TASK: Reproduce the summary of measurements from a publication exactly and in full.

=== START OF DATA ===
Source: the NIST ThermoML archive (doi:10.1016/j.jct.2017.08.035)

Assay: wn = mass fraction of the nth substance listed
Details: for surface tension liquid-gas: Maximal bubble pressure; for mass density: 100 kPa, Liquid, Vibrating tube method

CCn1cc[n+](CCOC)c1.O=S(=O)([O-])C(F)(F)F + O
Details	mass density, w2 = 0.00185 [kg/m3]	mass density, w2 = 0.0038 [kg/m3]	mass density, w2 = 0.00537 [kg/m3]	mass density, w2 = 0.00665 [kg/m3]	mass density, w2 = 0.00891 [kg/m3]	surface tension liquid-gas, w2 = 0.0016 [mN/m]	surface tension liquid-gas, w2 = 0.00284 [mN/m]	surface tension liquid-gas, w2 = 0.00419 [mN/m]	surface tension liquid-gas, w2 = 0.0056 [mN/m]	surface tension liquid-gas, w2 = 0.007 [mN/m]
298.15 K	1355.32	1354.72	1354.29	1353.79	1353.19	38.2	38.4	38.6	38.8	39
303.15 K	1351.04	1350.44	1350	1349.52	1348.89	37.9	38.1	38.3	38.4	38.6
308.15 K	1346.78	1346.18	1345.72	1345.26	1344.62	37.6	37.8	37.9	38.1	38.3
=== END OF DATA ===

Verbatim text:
Source: the NIST ThermoML archive (doi:10.1016/j.jct.2017.08.035)

Assay: wn = mass fraction of the nth substance listed
Details: for surface tension liquid-gas: Maximal bubble pressure; for mass density: 100 kPa, Liquid, Vibrating tube method

CCn1cc[n+](CCOC)c1.O=S(=O)([O-])C(F)(F)F + O
Details	mass density, w2 = 0.00185 [kg/m3]	mass density, w2 = 0.0038 [kg/m3]	mass density, w2 = 0.00537 [kg/m3]	mass density, w2 = 0.00665 [kg/m3]	mass density, w2 = 0.00891 [kg/m3]	surface tension liquid-gas, w2 = 0.0016 [mN/m]	surface tension liquid-gas, w2 = 0.00284 [mN/m]	surface tension liquid-gas, w2 = 0.00419 [mN/m]	surface tension liquid-gas, w2 = 0.0056 [mN/m]	surface tension liquid-gas, w2 = 0.007 [mN/m]
298.15 K	1355.32	1354.72	1354.29	1353.79	1353.19	38.2	38.4	38.6	38.8	39
303.15 K	1351.04	1350.44	1350	1349.52	1348.89	37.9	38.1	38.3	38.4	38.6
308.15 K	1346.78	1346.18	1345.72	1345.26	1344.62	37.6	37.8	37.9	38.1	38.3